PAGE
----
In the 2016 election year we will hear a lot more about one of Australia's hitherto practically unsung federal-state imbalances.
The much sung one, of course, is the fact that the Federal Government raises the bulk of the taxes, but the states are the ones with the responsibility for spending them – schools, hospitals, police, most roads and so on. It goes by the rather ugly name of vertical fiscal imbalance.
The unsung one is that the Federal Government is responsible for Australia's high immigration rate but it is the poor states that have to provide the services and infrastructure for the extra people. It could be called vertical population policy imbalance. But it might be easier just to call it dumb policy.
Australians seem to have some idea about vertical fiscal imbalance because the Premiers and Chief Ministers are forever whingeing about being starved of funds by the Feds. It is a convenient excuse for long hospital waiting lists and the like.
But Australians have very little idea about population. A survey published this week by the Australian Population Research Institute reveals just how ignorant they are about it.
The survey asked four basic questionswith multiple-choice answers. Only 2 per cent of respondents got all four questions right. That is about the same as random guessing, given 12 multiple-choice answers.
That suggests not just ignorance but the possession of misinformation, as if people have been victims of a slow-drip propaganda campaign.
The questions were: Is it True or False that without immigration, Australia's population would be shrinking? What is Australia's population? What portion of the immigration intake are refugees? And is it True or False that Australia has one of the highest population growth rates in the developed world?
The best result was the present level of population, with just over half of respondents getting it right. The worst (19 per cent) was the fact Australia has one of the highest population rates in the world. Only Israel and Luxembourg in the OECD have higher rates.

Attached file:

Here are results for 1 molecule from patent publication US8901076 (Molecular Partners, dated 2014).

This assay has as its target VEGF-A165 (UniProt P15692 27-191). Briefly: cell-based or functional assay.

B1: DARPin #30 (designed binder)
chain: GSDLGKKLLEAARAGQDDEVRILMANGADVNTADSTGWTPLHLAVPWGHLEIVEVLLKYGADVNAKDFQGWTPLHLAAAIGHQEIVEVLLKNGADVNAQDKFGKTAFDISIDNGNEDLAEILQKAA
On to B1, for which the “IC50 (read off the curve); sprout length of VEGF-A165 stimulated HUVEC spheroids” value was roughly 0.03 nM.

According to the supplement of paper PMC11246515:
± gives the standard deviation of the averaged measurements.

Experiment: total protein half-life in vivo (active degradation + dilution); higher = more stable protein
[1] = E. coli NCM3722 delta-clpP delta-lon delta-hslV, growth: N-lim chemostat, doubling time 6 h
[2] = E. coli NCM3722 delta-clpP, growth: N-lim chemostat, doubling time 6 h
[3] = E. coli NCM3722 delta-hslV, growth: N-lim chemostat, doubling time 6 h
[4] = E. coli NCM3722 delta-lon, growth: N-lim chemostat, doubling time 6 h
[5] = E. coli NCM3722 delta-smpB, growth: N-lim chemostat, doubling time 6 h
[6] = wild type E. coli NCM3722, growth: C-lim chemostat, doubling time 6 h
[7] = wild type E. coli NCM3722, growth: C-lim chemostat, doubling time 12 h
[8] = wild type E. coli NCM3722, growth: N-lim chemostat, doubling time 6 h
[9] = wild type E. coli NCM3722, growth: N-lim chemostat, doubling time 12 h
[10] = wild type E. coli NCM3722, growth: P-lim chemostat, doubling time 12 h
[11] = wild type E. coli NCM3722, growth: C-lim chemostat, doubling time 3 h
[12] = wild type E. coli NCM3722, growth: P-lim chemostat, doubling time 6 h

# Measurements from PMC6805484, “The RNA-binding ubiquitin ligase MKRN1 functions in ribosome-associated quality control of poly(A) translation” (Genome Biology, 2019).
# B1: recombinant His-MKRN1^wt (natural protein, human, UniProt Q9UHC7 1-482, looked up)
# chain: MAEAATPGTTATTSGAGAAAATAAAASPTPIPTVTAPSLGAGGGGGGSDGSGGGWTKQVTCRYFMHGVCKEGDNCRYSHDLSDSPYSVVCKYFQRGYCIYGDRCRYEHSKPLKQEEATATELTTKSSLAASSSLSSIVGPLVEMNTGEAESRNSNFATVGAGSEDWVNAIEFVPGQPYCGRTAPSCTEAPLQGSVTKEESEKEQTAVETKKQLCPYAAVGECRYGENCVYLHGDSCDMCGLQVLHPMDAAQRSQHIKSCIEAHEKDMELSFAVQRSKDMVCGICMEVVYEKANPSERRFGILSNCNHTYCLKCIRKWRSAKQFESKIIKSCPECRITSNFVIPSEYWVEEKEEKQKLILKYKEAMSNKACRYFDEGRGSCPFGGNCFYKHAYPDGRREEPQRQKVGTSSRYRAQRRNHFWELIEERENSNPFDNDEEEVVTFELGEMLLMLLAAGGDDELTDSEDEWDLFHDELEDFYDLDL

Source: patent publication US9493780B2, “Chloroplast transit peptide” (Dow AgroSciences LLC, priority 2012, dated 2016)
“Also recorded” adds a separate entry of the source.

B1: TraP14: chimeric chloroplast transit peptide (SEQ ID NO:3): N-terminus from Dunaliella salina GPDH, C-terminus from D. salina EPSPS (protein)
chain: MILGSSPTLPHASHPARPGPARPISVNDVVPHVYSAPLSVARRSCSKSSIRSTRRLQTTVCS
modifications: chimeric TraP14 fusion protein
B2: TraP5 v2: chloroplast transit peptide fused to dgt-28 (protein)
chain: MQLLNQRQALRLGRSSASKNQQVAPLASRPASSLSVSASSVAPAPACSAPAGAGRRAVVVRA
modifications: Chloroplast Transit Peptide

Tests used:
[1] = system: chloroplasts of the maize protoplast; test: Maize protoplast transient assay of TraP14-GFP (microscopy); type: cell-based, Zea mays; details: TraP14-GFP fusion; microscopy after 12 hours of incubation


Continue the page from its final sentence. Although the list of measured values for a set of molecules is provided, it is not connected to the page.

Overall, 12.6 per cent of respondents got all four questions wrong. Again, about the same as random guessing. The result can only be the result in some general pushing of misinformation – not just ignorance on its own. By the way, this is my conclusion, not that of the researchers.
If political leaders, business, the media and other providers of information and information were generally pushing the correct or no information – rather than an incorrect picture – you would expect a better than random result for all questions right and for no questions right. Instead, both are worse.
The survey backs up what a few people have long suspected: that the big end of town – a tiny, wealthy and powerful minority which gets benefit from high immigration - and the politicians they finance have pushed the case for high immigration, generally against the overall public interest.
They do this by stressing imaginary benefits – economic growth, cure for an ageing population, cure for a falling birth rate etc. And they underplay how aberrant high population growth is, the strain it puts on infrastructure and the provision of services, and the strain it puts on the environment.
Further, they are desperately worried that any difficulty with refugees might detract from what they say is general support for immigration. Former Prime Minister John Howard said as much. That is why he was so tough on refugees.